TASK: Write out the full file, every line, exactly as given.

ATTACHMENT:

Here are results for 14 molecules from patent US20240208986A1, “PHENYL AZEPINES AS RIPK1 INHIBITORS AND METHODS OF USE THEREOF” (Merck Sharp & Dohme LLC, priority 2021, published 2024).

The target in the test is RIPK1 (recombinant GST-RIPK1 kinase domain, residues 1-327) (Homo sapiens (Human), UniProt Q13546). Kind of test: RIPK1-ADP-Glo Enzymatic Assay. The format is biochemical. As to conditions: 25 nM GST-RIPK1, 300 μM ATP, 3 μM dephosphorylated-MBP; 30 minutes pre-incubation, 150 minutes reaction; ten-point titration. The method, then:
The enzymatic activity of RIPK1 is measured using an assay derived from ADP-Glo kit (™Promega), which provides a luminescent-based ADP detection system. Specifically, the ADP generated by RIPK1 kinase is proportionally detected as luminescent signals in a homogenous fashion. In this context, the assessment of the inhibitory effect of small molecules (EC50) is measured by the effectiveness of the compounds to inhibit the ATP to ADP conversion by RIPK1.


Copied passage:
Here are results for 14 molecules from patent US20240208986A1, “PHENYL AZEPINES AS RIPK1 INHIBITORS AND METHODS OF USE THEREOF” (Merck Sharp & Dohme LLC, priority 2021, published 2024).

The target in the test is RIPK1 (recombinant GST-RIPK1 kinase domain, residues 1-327) (Homo sapiens (Human), UniProt Q13546). Kind of test: RIPK1-ADP-Glo Enzymatic Assay. The format is biochemical. As to conditions: 25 nM GST-RIPK1, 300 μM ATP, 3 μM dephosphorylated-MBP; 30 minutes pre-incubation, 150 minutes reaction; ten-point titration. The method, then:
The enzymatic activity of RIPK1 is measured using an assay derived from ADP-Glo kit (™Promega), which provides a luminescent-based ADP detection system. Specifically, the ADP generated by RIPK1 kinase is proportionally detected as luminescent signals in a homogenous fashion. In this context, the assessment of the inhibitory effect of small molecules (EC50) is measured by the effectiveness of the compounds to inhibit the ATP to ADP conversion by RIPK1.